User u/MangoSchnitzel asks, "...who gives him [Jigsaw] the right to correct other people's perceived wrong-doings?" It would be one thing if Jigsaw targeted objectively foul criminals, but his victim selection process is, admittedly, skewed. His self-righteous pursuit to teach others the value of life is an understandable goal for a tragic villain, but strapping a shotgun collar around a woman's neck for not properly mourning the death of her child is far from justifiable.


Mick Taylor - Wolf Creek


From director Greg McLean, the Australian horror film Wolf Creek came along during a wave of torture-based horror films due to the success of the Saw franchise. From a post-9/11 society predominated by fear and xenophobia, Wolf Creek features a villain that often feels too real, making the terror he inflicts all the harder to shake.


On the surface, Mick Taylor is off-kilter but appears resourceful and genial enough to trust which keeps him eerily above suspicion. "Really creeps me out how he's able to switch between amiable outback bumpkin and cackling sadist in the blink of an eye," claims Redditor u/Rare-Bid-6860. Since Mick doesn't view himself in the wrong, even when toying with the helpless, he represents a radicalized nationalist perspective that feels relevant today.


Mason Verger - Red Dragon


Even one of the best movie villains of all time has a nemesis. According to user u/DudebroggieHouser, Mason Verger is "so sick and disgusting he makes Hannibal Lecter into the hero."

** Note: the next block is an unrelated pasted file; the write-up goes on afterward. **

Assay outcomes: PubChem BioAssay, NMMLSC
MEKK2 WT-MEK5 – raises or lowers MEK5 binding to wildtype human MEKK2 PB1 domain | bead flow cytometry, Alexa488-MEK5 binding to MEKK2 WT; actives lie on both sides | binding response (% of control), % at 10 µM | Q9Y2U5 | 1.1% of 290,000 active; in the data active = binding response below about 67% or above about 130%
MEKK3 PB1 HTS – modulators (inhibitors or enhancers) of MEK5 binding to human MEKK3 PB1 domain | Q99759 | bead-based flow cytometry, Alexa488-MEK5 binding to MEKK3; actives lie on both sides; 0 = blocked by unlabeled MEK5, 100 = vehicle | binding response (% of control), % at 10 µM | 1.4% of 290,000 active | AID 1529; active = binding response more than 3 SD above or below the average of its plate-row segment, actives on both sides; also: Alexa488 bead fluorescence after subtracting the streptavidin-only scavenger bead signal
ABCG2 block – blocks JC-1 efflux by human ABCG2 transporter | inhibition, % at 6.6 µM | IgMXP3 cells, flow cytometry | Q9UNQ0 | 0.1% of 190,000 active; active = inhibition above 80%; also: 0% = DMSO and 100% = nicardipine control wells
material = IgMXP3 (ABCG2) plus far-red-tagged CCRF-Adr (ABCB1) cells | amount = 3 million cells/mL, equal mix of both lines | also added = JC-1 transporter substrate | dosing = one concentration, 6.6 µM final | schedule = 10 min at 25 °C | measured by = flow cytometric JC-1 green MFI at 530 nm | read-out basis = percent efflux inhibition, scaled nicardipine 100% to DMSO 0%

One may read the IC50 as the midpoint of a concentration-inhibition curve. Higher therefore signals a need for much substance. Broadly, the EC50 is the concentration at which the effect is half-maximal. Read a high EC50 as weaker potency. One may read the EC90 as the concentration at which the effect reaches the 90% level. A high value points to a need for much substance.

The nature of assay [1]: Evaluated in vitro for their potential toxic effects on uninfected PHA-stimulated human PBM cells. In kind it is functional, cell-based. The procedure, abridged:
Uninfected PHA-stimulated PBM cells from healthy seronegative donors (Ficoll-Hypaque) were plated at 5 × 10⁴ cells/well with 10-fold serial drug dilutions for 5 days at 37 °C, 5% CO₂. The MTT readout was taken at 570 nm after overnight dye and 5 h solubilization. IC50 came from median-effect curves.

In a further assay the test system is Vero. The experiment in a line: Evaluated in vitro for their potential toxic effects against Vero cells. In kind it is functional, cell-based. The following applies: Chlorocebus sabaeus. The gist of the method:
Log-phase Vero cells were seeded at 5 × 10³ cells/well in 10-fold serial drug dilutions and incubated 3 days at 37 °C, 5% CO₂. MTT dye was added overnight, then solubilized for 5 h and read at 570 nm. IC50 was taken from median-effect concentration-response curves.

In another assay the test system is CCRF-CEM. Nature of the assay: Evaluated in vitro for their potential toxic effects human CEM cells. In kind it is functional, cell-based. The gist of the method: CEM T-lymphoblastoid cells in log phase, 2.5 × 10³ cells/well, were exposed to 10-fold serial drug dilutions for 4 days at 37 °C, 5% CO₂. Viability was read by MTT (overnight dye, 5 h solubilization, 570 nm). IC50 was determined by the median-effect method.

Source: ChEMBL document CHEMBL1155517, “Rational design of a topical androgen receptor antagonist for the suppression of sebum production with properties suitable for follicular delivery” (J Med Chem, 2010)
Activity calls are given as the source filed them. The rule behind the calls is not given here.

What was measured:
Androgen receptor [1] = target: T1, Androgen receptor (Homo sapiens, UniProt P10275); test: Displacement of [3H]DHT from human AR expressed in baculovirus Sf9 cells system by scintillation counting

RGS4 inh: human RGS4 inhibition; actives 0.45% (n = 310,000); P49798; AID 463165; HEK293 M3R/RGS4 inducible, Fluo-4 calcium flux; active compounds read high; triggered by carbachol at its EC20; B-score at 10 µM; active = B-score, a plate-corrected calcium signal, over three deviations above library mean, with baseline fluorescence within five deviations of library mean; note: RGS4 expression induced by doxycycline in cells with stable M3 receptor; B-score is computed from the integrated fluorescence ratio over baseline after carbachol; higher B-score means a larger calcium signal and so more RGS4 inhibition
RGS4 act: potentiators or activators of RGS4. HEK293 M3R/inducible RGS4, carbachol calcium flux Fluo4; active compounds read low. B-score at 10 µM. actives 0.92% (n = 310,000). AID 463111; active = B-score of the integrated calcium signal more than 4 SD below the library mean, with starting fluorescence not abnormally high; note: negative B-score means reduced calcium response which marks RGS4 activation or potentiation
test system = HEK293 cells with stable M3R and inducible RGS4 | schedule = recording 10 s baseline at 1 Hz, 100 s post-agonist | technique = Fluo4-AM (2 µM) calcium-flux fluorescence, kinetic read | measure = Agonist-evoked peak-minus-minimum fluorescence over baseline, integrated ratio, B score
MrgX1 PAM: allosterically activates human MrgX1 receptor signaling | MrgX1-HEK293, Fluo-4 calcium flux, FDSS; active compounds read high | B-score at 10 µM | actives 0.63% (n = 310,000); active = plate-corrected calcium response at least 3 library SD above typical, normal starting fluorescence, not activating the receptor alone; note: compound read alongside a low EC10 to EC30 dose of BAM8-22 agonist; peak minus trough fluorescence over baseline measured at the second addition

Lecter may be responsible for Verger's deformed appearance (played by Gary Oldman in heavy prosthetic makeup), but the former's cannibalistic tendencies are almost palatable in comparison to Verger's dining habits. Abusive, incestuous, and predatorial, the callous heir to the Verger meatpacking dynasty feasts on the tears of his young victims and uses them to flavor his martinis. Liver, fava beans, and a nice Chianti begin to sound more appetizing.


Art The Clown - Terrifier


Coulrophopbes beware! Featured in the Terrifier franchise, Art the Clown, has received a cult following in recent years for his histrionic unpleasantness.


Similar to Freddy Krueger and Pennywise, Art the Clown takes fiendish merriment in butchering his sufferers in the most awful ways imaginable, including a bisection that, according to Redditor u/trans_pands, is "one of the most brutal things I’ve ever seen in a movie." Thanks in part to David Howard Thornton's committed performance as the vile pantomime, Art's motivations are unclear, yet, his blood-stained grin is indicative of the gratification he derives from the grisly mutilations. Even self-proclaimed "gorehounds" will find themselves